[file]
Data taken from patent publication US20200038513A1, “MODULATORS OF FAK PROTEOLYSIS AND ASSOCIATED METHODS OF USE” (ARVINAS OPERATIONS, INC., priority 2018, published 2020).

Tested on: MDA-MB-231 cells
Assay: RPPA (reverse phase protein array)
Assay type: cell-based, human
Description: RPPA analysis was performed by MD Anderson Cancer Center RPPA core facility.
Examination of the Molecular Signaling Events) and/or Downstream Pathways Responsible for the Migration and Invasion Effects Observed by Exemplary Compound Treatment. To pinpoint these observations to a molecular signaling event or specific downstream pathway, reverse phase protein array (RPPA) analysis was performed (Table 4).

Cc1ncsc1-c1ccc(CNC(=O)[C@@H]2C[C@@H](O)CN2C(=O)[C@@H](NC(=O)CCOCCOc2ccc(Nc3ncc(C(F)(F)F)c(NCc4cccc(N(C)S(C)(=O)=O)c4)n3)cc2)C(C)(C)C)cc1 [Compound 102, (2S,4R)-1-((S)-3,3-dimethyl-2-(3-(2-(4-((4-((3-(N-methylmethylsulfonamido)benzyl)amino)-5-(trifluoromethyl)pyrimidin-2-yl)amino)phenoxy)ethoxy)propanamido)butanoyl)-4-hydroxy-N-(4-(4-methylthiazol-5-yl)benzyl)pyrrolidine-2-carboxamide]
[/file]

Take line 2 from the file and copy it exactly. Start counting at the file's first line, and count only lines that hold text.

Tested on: MDA-MB-231 cells